Biasing a Blues Junior?

Discussion in 'Amps and Cabs' started by trumpus, Oct 15, 2005.

  1. trumpus

    trumpus Supporting Member

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    Hey,

    I have 2 amps, a Mesa DC-3 and a Fender Blues Junior. I know on the Mesa it is self biasing, so when I change the tubes, i don't need to bring it in. What about the Fender? I have been thinking of changing out the tubes but wanted to know if i needed to bring this in to be biased.

    Brian
     
  2. calieng

    calieng Member

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  3. leofenderbender

    leofenderbender Supporting Member

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    You can apply a mod to the Blues Junior that allows the bias to be adjustable in an attempt to squeeze more tone out of the tubes.

    Bill M's BJ mods
     
  4. Blue Strat

    Blue Strat Member

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    Neither the Blues Jr nor (I'm almost positive) the Mesa are self biasing.

    They're both fixed biased, non adjustable. Both can have bias pots installed.
     
  5. Jon Silberman

    Jon Silberman 10Q Jerry & Dickey Gold Supporting Member

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  6. calieng

    calieng Member

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    Sorry I didn't read the previous thread closely but in any case whether it is fixed or cathode, you can just replace the tubes as long as the new set are not really mis-matched or out of spec. Mismatched ones will cause some hum and out of spec tubes can run too hot or too cold.

    I would only recommend installing the bias pot if you have experience working on amps.

    To answer your original question, you do not need to take it to a tech to change the tubes.
     
  7. trumpus

    trumpus Supporting Member

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    So....yeah, i'm still confused.

    I was told that on my mesa, at least, i didn't need to have it biased. I've changed the tubes on it before and never had it biased, and never had a problem.

    So, whats the concensus? Do i need to have either amp re-biased when i swap the tubes out or no? Can i just pull 'em out and stick new ones in?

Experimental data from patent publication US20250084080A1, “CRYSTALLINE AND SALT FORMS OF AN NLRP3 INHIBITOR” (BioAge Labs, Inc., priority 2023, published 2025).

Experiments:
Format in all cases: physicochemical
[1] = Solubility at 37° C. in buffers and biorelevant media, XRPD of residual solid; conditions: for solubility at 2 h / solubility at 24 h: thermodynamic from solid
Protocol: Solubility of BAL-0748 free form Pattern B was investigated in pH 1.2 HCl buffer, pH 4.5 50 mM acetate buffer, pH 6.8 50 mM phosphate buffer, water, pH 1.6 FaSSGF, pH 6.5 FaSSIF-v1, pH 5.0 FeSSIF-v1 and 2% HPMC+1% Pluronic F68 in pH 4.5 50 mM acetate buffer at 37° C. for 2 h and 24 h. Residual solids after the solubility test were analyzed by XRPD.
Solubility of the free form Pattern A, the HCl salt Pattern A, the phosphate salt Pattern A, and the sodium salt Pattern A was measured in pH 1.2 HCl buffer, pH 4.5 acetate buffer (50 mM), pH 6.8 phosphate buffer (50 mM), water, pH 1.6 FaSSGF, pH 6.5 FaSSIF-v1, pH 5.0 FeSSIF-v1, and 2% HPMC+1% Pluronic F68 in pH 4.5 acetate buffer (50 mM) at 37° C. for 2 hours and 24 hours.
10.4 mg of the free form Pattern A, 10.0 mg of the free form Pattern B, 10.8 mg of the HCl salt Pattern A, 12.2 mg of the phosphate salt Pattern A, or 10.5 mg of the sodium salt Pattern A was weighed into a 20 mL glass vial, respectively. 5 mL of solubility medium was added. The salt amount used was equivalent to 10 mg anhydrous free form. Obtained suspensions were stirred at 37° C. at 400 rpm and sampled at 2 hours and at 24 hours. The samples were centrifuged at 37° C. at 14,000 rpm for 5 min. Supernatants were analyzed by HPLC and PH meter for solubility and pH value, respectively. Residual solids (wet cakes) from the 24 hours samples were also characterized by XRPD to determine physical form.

Brian
     
  8. calieng

    calieng Member

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    You can just change the tubes. If it sounds good and they don't red plate you are ok.

    It is handy to get a bias tool to check the tubes are in spec if you want to invest in one. You need a 9 pin unit for EL84s.

    https://weberspeakerscom.secure.powweb.com/biasrite/br_page.htm

    BR-AH (nine pin) $30 - if you already have a multimeter.


    The difference between a fixed bias amp like you have and an adjustable bias amp is that you may come across a set of tubes to far out of spec and you will not be able to use them. They may run too hot and red plate or too cold and sound brittle.

    If you do the bias adjustment mod, you can usually adjust the current to make any set of tubes work. As it is right now for you and 99.9% of the people out there using these amps - you cannot adjust the bias. You simply replace the tubes.
     
  9. Blue Strat

    Blue Strat Member

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    Final word:

    You can replace the tubes in either amp without thinking about it and hope for the best. Worst case, you'll have very short tube life and possibly take out internal components in the amp when the power tube(s) fry. There's probably about a 1 in 6 chance of this happening.

    Neither amp has a bias pot but both are FIXED BIAS (which means that the bias must at least be checked). This does not relieve the owner of checking bias, installing a bias pot, or buying tubes from a dealer who knows which particular tubes (not brand, which particular tubes of ANY brand) that will not self destruct when installed in the amp.